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Many or all of the companies featured here provide compensation to us. This is how we maintain our free service for consumers. Compensation, along with hours of in-depth editorial research, determines where & how companies appear below. Advertiser Disclosure

Many or all of the companies featured here provide compensation to us. This is how we maintain our free service for consumers. Advertiser Disclosure

Debt collection can be a stressful and overwhelming process, both for the debtor and the creditor. In North Carolina, there are specific laws and regulations that govern debt collection practices. Understanding these laws can help debtors protect their rights and prevent abusive practices by creditors.

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In this article, we will discuss North Carolina’s debt collection laws in detail, including the types of debts that can be collected, the statutes of limitations, and the collection methods allowed under state law, comparing the two options debt settlement vs bankruptcy can also help you through this.

Types of Debts Covered by North Carolina Debt Collection Laws

North Carolina debt collection laws apply to consumer debts, which are debts incurred for personal, family, or household purposes. Examples of consumer debts include credit card bills, medical bills, and personal loans.

North Carolina law does not cover debts incurred for business purposes, such as commercial loans or business credit cards. Business creditors are generally not subject to the same restrictions as consumer creditors when it comes to debt collection.

Statutes of Limitations for Debt Collection










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Under North Carolina law, there is a statute of limitations for debt collection. A statute of limitations is the time period during which a creditor can legally sue a debtor for an unpaid debt.

In North Carolina, the statute of limitations for most consumer debts is three years. This means that if a creditor does not sue a debtor within three years of the date the debt became delinquent, they are no longer legally allowed to do so.

It is important to note that making a payment on a debt can restart the statute of limitations. For example, if a debtor makes a payment on a debt that is two years old, the clock would reset, and the creditor would have three more years to sue the debtor.

Collection Methods Allowed Under North Carolina Law

In North Carolina, debt collectors are subject to certain restrictions on how they can collect debts. These restrictions are designed to protect debtors from abusive and harassing practices.

Debt collectors in North Carolina are prohibited from:

  • Contacting debtors at unusual or inconvenient times, such as before 8:00 a.m. or after 9:00 p.m.
  • Contacting debtors at their place of employment if they have been instructed not to do so.
  • Using profane or obscene language when communicating with debtors.
  • Threatening to take legal action that they do not intend to take or that is not legally allowed.
  • Misrepresenting the amount owed, the nature of the debt, or the identity of the creditor.

Debt collectors in North Carolina are also required to provide certain information to debtors, including:

  • The name and address of the creditor.
  • The amount of the debt.
  • A statement that the debtor has the right to dispute the debt.
  • A statement that the debtor has the right to request verification of the debt.

What to Do If You Are Being Harassed by a Debt Collector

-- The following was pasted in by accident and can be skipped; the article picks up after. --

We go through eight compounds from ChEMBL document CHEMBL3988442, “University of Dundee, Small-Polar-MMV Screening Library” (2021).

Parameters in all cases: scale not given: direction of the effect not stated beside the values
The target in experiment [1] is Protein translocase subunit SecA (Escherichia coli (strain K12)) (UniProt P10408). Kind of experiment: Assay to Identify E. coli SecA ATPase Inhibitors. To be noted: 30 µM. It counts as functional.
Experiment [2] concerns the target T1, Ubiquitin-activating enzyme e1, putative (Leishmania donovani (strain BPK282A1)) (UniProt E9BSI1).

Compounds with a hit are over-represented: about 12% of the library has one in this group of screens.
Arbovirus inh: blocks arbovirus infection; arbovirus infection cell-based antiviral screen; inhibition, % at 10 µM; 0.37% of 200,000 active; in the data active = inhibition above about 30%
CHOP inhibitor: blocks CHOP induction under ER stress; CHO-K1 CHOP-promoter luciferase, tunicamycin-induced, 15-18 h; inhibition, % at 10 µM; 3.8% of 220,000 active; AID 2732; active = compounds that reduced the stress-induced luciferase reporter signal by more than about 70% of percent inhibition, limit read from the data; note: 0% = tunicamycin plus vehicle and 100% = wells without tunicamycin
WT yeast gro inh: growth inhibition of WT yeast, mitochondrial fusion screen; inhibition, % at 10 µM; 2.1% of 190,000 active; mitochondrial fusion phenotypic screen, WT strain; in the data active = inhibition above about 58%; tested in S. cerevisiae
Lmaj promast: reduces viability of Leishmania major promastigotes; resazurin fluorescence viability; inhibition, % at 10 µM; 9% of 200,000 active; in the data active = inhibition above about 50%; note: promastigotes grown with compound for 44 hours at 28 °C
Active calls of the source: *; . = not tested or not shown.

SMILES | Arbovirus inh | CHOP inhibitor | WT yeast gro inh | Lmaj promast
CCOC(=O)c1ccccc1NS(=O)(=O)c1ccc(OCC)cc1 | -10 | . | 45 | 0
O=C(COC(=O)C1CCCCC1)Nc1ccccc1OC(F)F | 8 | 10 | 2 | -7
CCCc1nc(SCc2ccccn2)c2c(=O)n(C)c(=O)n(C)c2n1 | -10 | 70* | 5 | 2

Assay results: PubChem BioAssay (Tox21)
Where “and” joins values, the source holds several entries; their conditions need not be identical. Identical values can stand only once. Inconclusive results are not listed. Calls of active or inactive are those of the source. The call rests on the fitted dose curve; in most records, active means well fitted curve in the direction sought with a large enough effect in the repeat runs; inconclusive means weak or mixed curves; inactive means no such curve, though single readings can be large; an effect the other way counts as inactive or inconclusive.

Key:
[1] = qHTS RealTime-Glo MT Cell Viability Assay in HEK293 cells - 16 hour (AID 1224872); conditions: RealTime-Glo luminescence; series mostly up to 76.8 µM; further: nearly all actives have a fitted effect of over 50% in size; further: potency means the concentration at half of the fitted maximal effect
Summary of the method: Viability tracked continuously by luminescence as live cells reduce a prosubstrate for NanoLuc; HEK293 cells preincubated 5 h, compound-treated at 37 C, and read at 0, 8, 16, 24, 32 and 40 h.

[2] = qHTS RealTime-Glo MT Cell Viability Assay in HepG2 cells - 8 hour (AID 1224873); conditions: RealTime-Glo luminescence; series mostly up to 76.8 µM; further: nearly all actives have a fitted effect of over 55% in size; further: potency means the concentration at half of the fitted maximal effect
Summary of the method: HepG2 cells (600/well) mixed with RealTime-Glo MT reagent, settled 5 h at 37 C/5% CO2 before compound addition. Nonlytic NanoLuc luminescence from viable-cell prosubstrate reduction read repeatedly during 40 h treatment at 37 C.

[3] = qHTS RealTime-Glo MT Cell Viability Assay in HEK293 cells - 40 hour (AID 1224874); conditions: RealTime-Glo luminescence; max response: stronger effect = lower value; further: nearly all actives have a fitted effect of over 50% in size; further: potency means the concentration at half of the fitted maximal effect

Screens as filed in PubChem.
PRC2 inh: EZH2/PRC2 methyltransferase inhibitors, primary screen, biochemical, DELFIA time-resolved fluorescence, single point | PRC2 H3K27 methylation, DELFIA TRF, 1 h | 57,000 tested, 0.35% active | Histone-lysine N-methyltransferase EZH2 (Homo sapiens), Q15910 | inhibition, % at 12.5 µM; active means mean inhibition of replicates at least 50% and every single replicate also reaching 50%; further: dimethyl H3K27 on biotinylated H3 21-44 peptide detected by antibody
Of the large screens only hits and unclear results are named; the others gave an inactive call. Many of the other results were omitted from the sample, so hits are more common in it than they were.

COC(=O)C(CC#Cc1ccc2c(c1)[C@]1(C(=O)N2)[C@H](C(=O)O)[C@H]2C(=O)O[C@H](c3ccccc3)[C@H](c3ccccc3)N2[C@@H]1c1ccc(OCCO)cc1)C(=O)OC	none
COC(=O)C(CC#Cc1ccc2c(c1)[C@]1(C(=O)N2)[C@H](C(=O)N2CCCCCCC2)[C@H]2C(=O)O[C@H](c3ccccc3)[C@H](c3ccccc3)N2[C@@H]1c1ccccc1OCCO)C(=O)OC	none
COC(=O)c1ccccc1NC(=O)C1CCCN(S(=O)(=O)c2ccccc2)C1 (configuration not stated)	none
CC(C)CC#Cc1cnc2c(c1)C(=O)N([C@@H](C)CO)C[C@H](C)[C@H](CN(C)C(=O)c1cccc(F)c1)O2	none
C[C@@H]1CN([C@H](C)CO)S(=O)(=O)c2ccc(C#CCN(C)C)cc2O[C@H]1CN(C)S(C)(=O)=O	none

If you are being harassed by a debt collector, it is important to take action to protect your rights. The first step is to request that the debt collector stop contacting you. Under North Carolina law, once a debtor makes this request in writing, the creditor is prohibited from contacting them again except to:

  • Provide notification that they will no longer be contacting the debtor.
  • Notify the debtor that legal action will be taken.
  • Respond to a request for verification of the debt.

If a debt collector continues to harass a debtor after being asked to stop, the debtor can file a complaint with the North Carolina Attorney General’s Office or sue the collector for violating state and federal debt collection laws.

Conclusion

North Carolina debt collection laws provide important protections for consumers who are dealing with debt. Understanding these laws and your rights under them can help you navigate the collection process and protect yourself from abusive and harassing practices by creditors.

If you are being harassed by a debt collector or have questions about North Carolina debt collection laws, it is important to seek the advice of a qualified attorney who can help you understand your rights and options.

FAQs

North Carolina Debt Collection Laws: What You Need to Know

What is the statute of limitations for debt collection in North Carolina?

The statute of limitations for most types of debt in North Carolina is three years. This means that creditors or debt collectors cannot file a lawsuit to collect a debt after three years from the date of your last payment or activity on the account.

Can creditors garnish wages in North Carolina?

Yes, creditors can garnish wages in North Carolina, but only after obtaining a court judgment. The maximum amount that can be garnished is 25% of disposable earnings or the amount by which disposable earnings exceed 30 times the federal minimum wage, whichever is less.

Are there any exemptions to wage garnishment in North Carolina?

Yes, certain types of income are exempt from wage garnishment in North Carolina, including Social Security benefits, disability benefits, and public assistance benefits.

Can debt collectors contact me at work in North Carolina?

Debt collectors are generally allowed to contact you at work unless you inform them in writing that your employer prohibits such communication or if they have reason to know that your employer disapproves of such communication.